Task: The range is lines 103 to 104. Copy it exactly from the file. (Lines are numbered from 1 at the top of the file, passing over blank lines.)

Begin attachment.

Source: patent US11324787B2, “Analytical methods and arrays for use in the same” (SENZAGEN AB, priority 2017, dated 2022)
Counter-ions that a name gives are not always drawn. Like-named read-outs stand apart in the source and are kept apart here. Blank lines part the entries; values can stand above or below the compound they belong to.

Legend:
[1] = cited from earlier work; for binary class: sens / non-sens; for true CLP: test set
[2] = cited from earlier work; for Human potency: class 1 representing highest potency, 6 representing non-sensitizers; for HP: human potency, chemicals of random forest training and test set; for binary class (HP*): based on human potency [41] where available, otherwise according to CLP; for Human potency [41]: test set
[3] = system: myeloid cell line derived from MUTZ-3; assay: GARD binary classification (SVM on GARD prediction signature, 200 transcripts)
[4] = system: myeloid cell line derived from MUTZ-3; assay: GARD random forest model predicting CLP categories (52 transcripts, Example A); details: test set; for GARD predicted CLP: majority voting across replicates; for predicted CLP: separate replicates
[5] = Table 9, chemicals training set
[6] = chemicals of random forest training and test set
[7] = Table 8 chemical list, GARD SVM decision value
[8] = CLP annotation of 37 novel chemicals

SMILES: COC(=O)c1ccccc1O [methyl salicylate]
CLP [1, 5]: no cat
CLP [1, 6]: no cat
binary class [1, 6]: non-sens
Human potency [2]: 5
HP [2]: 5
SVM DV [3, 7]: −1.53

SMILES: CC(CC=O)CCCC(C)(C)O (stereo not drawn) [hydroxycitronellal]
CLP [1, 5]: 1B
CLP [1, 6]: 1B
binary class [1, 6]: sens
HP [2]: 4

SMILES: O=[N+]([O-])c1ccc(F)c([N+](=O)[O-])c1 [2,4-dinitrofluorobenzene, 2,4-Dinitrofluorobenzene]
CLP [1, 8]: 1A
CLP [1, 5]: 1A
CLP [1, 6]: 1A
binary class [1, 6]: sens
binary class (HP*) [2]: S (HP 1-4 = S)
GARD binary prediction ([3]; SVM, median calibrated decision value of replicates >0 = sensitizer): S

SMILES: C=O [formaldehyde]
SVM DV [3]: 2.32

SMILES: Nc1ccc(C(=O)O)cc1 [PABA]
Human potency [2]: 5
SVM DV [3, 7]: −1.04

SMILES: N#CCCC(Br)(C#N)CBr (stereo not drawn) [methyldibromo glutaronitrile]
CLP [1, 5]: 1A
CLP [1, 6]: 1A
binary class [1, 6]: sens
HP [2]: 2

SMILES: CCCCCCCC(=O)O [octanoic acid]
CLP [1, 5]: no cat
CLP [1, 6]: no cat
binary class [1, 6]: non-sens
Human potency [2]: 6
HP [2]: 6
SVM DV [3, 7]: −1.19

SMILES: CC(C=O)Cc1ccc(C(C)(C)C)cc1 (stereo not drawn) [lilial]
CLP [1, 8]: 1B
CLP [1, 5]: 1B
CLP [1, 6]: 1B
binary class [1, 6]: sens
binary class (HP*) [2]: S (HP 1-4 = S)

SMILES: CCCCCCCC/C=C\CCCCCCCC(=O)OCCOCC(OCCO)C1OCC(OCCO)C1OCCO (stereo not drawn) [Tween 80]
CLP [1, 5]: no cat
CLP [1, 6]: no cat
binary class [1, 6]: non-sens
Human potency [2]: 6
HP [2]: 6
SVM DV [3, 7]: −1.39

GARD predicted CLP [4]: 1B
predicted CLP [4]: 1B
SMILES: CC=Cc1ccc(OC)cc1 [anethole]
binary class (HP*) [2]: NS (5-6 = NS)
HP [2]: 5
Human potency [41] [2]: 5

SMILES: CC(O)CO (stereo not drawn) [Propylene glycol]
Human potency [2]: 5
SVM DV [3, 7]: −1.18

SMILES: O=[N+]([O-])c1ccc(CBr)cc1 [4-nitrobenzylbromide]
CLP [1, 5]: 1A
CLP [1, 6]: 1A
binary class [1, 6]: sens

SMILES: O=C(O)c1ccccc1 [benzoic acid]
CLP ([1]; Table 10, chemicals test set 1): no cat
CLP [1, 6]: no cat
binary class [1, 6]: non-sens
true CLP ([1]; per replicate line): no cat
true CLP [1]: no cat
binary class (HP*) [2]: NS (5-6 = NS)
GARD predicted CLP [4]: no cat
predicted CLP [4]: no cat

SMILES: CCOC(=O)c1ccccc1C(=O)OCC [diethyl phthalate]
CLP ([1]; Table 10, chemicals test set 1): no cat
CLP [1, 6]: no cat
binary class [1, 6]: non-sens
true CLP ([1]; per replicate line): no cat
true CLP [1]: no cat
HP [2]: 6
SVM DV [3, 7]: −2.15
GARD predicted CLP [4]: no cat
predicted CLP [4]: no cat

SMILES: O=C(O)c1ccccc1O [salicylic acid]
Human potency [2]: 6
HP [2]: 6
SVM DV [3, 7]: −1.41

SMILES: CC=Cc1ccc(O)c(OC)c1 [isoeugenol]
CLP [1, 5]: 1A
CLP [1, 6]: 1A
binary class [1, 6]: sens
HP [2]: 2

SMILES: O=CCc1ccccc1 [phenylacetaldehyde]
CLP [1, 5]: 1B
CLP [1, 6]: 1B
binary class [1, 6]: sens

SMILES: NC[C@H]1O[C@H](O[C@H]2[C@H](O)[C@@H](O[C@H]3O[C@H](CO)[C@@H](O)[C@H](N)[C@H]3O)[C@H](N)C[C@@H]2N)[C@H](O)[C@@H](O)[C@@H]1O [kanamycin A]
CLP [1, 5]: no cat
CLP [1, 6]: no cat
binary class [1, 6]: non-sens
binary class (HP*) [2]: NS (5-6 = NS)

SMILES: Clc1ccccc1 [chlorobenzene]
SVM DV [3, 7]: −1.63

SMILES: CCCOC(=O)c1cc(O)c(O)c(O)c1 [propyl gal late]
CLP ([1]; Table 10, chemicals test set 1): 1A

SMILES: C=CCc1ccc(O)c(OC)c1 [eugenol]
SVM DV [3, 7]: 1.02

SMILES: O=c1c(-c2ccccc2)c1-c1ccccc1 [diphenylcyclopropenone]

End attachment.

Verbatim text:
CLP [1, 5]: 1B
CLP [1, 6]: 1B